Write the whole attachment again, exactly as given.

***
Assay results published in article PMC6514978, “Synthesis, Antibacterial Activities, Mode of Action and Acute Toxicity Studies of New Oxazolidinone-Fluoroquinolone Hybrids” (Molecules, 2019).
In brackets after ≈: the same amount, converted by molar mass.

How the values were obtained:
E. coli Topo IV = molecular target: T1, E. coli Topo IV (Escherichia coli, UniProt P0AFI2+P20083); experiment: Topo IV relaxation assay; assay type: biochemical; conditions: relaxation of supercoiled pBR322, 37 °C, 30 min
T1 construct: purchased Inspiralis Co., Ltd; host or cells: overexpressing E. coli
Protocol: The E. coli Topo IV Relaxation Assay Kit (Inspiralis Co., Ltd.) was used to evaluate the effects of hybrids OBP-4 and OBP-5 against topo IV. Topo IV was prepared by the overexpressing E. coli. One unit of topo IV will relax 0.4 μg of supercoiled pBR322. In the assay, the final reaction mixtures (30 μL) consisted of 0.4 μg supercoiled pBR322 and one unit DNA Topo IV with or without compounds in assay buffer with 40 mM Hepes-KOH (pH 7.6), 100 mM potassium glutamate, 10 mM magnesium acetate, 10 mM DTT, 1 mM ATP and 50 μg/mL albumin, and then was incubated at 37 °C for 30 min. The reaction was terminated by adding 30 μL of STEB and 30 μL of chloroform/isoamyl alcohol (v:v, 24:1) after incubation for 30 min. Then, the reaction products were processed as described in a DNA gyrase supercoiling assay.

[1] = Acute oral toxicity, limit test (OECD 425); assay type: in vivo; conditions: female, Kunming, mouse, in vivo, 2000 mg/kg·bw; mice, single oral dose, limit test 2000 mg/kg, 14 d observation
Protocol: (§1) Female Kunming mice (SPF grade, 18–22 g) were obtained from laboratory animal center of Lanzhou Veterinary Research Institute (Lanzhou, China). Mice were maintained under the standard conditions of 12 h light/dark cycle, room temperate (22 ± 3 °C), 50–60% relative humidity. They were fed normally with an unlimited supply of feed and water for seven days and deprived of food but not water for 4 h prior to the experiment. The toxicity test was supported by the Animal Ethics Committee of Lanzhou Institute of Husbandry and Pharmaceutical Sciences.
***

Assay results published in article PMC6514978, “Synthesis, Antibacterial Activities, Mode of Action and Acute Toxicity Studies of New Oxazolidinone-Fluoroquinolone Hybrids” (Molecules, 2019).
In brackets after ≈: the same amount, converted by molar mass.

How the values were obtained:
E. coli Topo IV = molecular target: T1, E. coli Topo IV (Escherichia coli, UniProt P0AFI2+P20083); experiment: Topo IV relaxation assay; assay type: biochemical; conditions: relaxation of supercoiled pBR322, 37 °C, 30 min
T1 construct: purchased Inspiralis Co., Ltd; host or cells: overexpressing E. coli
Protocol: The E. coli Topo IV Relaxation Assay Kit (Inspiralis Co., Ltd.) was used to evaluate the effects of hybrids OBP-4 and OBP-5 against topo IV. Topo IV was prepared by the overexpressing E. coli. One unit of topo IV will relax 0.4 μg of supercoiled pBR322. In the assay, the final reaction mixtures (30 μL) consisted of 0.4 μg supercoiled pBR322 and one unit DNA Topo IV with or without compounds in assay buffer with 40 mM Hepes-KOH (pH 7.6), 100 mM potassium glutamate, 10 mM magnesium acetate, 10 mM DTT, 1 mM ATP and 50 μg/mL albumin, and then was incubated at 37 °C for 30 min. The reaction was terminated by adding 30 μL of STEB and 30 μL of chloroform/isoamyl alcohol (v:v, 24:1) after incubation for 30 min. Then, the reaction products were processed as described in a DNA gyrase supercoiling assay.

[1] = Acute oral toxicity, limit test (OECD 425); assay type: in vivo; conditions: female, Kunming, mouse, in vivo, 2000 mg/kg·bw; mice, single oral dose, limit test 2000 mg/kg, 14 d observation
Protocol: (§1) Female Kunming mice (SPF grade, 18–22 g) were obtained from laboratory animal center of Lanzhou Veterinary Research Institute (Lanzhou, China). Mice were maintained under the standard conditions of 12 h light/dark cycle, room temperate (22 ± 3 °C), 50–60% relative humidity. They were fed normally with an unlimited supply of feed and water for seven days and deprived of food but not water for 4 h prior to the experiment. The toxicity test was supported by the Animal Ethics Committee of Lanzhou Institute of Husbandry and Pharmaceutical Sciences.